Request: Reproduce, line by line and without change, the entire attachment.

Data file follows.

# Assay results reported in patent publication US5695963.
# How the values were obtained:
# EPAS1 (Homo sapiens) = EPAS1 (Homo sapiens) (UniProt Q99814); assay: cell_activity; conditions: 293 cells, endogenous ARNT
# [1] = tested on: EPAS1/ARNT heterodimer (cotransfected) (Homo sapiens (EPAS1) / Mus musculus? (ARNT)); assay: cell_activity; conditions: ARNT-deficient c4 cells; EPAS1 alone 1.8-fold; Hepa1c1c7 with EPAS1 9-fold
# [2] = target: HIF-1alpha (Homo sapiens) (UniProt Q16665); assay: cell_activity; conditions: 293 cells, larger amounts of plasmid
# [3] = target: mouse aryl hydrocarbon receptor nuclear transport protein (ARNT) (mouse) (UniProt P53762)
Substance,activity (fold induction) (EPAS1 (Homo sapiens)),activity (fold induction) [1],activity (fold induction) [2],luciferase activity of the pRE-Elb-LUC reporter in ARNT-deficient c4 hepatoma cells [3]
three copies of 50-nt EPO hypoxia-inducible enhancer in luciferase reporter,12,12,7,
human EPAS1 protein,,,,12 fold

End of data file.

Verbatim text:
# Assay results reported in patent publication US5695963.
# How the values were obtained:
# EPAS1 (Homo sapiens) = EPAS1 (Homo sapiens) (UniProt Q99814); assay: cell_activity; conditions: 293 cells, endogenous ARNT
# [1] = tested on: EPAS1/ARNT heterodimer (cotransfected) (Homo sapiens (EPAS1) / Mus musculus? (ARNT)); assay: cell_activity; conditions: ARNT-deficient c4 cells; EPAS1 alone 1.8-fold; Hepa1c1c7 with EPAS1 9-fold
# [2] = target: HIF-1alpha (Homo sapiens) (UniProt Q16665); assay: cell_activity; conditions: 293 cells, larger amounts of plasmid
# [3] = target: mouse aryl hydrocarbon receptor nuclear transport protein (ARNT) (mouse) (UniProt P53762)
Substance,activity (fold induction) (EPAS1 (Homo sapiens)),activity (fold induction) [1],activity (fold induction) [2],luciferase activity of the pRE-Elb-LUC reporter in ARNT-deficient c4 hepatoma cells [3]
three copies of 50-nt EPO hypoxia-inducible enhancer in luciferase reporter,12,12,7,
human EPAS1 protein,,,,12 fold